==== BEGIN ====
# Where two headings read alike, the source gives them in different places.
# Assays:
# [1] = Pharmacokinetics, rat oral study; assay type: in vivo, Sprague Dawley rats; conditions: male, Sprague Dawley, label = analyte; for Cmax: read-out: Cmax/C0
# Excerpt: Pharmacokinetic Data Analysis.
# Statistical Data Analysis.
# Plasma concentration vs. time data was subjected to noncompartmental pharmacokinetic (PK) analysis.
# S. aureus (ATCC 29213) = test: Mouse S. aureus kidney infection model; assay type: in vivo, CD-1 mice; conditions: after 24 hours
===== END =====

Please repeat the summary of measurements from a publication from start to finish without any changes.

# Where two headings read alike, the source gives them in different places.
# Assays:
# [1] = Pharmacokinetics, rat oral study; assay type: in vivo, Sprague Dawley rats; conditions: male, Sprague Dawley, label = analyte; for Cmax: read-out: Cmax/C0
# Excerpt: Pharmacokinetic Data Analysis.
# Statistical Data Analysis.
# Plasma concentration vs. time data was subjected to noncompartmental pharmacokinetic (PK) analysis.
# S. aureus (ATCC 29213) = test: Mouse S. aureus kidney infection model; assay type: in vivo, CD-1 mice; conditions: after 24 hours